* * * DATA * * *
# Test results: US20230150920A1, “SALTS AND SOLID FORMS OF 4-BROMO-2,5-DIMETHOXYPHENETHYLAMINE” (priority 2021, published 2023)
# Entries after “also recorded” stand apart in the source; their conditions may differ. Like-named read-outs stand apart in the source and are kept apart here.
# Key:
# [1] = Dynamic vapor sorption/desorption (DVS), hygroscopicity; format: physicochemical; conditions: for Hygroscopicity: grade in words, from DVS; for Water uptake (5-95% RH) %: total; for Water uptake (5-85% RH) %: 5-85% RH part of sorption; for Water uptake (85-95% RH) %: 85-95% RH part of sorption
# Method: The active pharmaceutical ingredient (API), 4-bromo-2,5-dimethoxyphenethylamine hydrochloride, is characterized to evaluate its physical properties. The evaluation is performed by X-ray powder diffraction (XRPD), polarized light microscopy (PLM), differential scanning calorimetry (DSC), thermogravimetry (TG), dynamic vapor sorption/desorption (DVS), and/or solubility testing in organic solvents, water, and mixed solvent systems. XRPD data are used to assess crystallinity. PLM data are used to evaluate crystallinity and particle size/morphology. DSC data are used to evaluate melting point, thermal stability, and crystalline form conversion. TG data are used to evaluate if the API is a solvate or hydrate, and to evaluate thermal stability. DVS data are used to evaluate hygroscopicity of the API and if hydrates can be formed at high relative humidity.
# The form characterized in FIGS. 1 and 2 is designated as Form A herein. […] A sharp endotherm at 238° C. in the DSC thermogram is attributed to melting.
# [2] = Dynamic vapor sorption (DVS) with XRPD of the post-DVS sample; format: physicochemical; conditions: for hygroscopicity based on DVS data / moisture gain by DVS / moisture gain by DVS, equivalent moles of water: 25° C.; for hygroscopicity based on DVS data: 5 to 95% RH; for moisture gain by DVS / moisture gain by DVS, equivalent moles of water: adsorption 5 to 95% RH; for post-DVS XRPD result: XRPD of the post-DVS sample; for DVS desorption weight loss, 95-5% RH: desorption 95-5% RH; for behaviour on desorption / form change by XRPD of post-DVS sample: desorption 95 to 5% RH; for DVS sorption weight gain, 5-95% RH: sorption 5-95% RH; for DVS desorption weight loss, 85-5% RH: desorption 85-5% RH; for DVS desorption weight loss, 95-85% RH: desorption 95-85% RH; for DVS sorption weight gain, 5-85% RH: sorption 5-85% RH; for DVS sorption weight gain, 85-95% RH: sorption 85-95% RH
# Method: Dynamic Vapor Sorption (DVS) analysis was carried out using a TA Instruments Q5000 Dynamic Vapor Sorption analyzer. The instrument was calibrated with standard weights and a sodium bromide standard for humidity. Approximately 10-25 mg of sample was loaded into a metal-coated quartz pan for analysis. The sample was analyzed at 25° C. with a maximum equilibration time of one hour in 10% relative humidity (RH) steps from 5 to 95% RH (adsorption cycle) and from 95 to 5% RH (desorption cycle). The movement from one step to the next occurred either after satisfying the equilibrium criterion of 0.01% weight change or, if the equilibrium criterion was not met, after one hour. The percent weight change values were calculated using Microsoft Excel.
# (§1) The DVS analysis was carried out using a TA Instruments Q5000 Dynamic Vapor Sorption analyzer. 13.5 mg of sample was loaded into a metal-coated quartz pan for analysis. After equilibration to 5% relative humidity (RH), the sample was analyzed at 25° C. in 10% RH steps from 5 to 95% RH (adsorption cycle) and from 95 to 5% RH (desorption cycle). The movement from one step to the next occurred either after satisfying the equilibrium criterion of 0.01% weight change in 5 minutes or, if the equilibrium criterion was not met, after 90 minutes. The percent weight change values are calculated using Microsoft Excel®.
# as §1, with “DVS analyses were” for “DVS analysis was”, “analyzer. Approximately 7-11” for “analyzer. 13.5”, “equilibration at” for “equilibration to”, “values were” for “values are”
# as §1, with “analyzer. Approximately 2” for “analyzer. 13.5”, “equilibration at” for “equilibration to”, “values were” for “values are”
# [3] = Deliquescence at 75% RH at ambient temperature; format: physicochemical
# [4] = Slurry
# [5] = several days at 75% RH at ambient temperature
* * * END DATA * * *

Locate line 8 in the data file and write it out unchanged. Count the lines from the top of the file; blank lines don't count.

# Method: Dynamic Vapor Sorption (DVS) analysis was carried out using a TA Instruments Q5000 Dynamic Vapor Sorption analyzer. The instrument was calibrated with standard weights and a sodium bromide standard for humidity. Approximately 10-25 mg of sample was loaded into a metal-coated quartz pan for analysis. The sample was analyzed at 25° C. with a maximum equilibration time of one hour in 10% relative humidity (RH) steps from 5 to 95% RH (adsorption cycle) and from 95 to 5% RH (desorption cycle). The movement from one step to the next occurred either after satisfying the equilibrium criterion of 0.01% weight change or, if the equilibrium criterion was not met, after one hour. The percent weight change values were calculated using Microsoft Excel.